Tuesday, August 28, 2012

Lance Armstrong Doping Controversy

Lance Armstrong  had until 8 PM Mountain Time on August 23, 2012, to respond to the United States Anti-Doping Agency's (USADA) allegations that he took performance enhancing drugs and transfused his own blood to increase his red blood cell count (known as blood doping) during his career as a professional cyclist. On the day of the deadline a weary Armstrong released an official statement saying that, "Enough is enough." Maintaining his innocence, Armstrong stated he would not fight the charges and asserted that the arbitration panel was rigged to find him guilty.

Armstrong had had until the deadline to either contest the allegations through an arbitration hearing or accept the charges and associated penalties. According to USADA's mandate, by not seeking an arbitration hearing, Armstrong accepted the charges. On August 24, USADA moved to strip Armstrong of all results dating back to 1998 including his seven Tour de France wins. Armstrong also received a lifetime ban from competing in cycling

The entire process offers insight into the complicated, and often bureaucratic, world of international sports governance, as well as the continuing controversy over the use, testing, and punishment for banned substances in sports.

When the USADA initially announced that it had evidence against him in June, Armstrong challenged the USADA's jurisdiction, leading to a brief legal battle between Armstrong, the International Cycling Union (UCI, cycling's governing body), USADA, and USA Cycling (the U.S. Governing body for cycling).  He argued that USADA was denying him his right to due process. Furthermore, he argued that USADA did not have jurisdiction over him in this case, but the International Cycling Union (UCI) did. The UCI backed Armstrong.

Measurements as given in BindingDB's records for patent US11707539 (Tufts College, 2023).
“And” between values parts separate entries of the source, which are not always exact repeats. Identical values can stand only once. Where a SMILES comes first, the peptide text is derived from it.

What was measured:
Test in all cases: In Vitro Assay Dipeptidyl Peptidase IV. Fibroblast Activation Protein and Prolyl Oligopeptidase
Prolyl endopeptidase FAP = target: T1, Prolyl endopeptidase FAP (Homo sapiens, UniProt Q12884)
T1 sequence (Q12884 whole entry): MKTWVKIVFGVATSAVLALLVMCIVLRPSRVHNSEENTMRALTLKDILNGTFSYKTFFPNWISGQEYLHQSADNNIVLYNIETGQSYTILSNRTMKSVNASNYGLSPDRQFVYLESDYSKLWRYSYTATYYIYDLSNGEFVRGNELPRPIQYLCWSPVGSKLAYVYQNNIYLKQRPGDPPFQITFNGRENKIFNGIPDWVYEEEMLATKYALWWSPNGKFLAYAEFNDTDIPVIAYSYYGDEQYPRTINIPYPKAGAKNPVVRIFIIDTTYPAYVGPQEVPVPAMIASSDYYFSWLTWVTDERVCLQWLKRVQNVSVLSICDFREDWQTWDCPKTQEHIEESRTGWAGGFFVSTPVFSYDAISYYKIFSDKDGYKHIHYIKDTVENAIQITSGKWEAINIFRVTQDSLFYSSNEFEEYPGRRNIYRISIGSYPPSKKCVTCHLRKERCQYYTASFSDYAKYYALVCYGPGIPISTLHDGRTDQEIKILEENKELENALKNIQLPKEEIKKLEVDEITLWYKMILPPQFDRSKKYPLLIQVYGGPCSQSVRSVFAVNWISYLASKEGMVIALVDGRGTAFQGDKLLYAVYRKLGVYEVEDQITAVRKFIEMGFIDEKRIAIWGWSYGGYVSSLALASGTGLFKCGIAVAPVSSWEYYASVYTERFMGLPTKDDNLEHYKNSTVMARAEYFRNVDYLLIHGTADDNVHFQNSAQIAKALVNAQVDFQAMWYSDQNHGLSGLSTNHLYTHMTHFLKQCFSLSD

While expressing surprise that the national and international sports bodies could not cooperate, the judge in the case ruled that the U.S. courts did not have jurisdiction to make a decision and the USADA was free to proceed.

While a hero to many fans who admire his impressive record and courageous battle with cancer, Armstrong has also faced constant scrutiny from the press since his early days of winning and has been forced to fend off doping allegations that have been leveled against him by former teammates, journalists, and associates. The UCI and the organizers of the Tour de France refused to comment initially on the USADA's decision. How his fans and historians will ultimately judge Armstrong's legacy remains to be seen.

ABC-CLIO has had several titles that have analyzed the accusations against Armstrong in great detail as well as the history of doping in sports.

In Dope: A History of Performance Enhancement in Sports from theNineteenth Century to Today, (2008, Praeger/ABC-CLIO), Daniel M. Rosen discusses Armstrong's legacy. Rosen analyzes not just the rise of drugs and doping methods, he also looks at the governing bodies that were developed to combat performance enhancing drugs. Armstrong himself has faced repeated allegations that he doped even well into retirement. Rosen addresses suspicions about Armstrong's first Tour de France win in 1999.